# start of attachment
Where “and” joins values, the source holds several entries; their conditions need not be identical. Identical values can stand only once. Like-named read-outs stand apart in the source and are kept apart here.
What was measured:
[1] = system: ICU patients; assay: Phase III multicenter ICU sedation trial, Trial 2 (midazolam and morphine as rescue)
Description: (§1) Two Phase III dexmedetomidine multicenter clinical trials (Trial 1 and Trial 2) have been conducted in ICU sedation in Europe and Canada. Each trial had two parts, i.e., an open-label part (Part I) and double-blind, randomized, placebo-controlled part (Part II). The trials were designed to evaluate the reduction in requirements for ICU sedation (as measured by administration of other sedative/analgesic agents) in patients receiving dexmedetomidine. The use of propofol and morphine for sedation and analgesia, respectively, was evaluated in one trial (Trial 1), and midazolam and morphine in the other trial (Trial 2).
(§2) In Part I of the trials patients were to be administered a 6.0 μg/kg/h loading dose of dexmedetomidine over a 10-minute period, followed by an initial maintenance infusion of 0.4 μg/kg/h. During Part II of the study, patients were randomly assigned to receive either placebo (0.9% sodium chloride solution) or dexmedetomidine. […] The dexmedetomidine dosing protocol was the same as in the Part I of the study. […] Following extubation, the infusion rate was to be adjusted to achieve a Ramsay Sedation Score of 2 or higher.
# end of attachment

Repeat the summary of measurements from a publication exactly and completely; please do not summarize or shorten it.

Where “and” joins values, the source holds several entries; their conditions need not be identical. Identical values can stand only once. Like-named read-outs stand apart in the source and are kept apart here.
What was measured:
[1] = system: ICU patients; assay: Phase III multicenter ICU sedation trial, Trial 2 (midazolam and morphine as rescue)
Description: (§1) Two Phase III dexmedetomidine multicenter clinical trials (Trial 1 and Trial 2) have been conducted in ICU sedation in Europe and Canada. Each trial had two parts, i.e., an open-label part (Part I) and double-blind, randomized, placebo-controlled part (Part II). The trials were designed to evaluate the reduction in requirements for ICU sedation (as measured by administration of other sedative/analgesic agents) in patients receiving dexmedetomidine. The use of propofol and morphine for sedation and analgesia, respectively, was evaluated in one trial (Trial 1), and midazolam and morphine in the other trial (Trial 2).
(§2) In Part I of the trials patients were to be administered a 6.0 μg/kg/h loading dose of dexmedetomidine over a 10-minute period, followed by an initial maintenance infusion of 0.4 μg/kg/h. During Part II of the study, patients were randomly assigned to receive either placebo (0.9% sodium chloride solution) or dexmedetomidine. […] The dexmedetomidine dosing protocol was the same as in the Part I of the study. […] Following extubation, the infusion rate was to be adjusted to achieve a Ramsay Sedation Score of 2 or higher.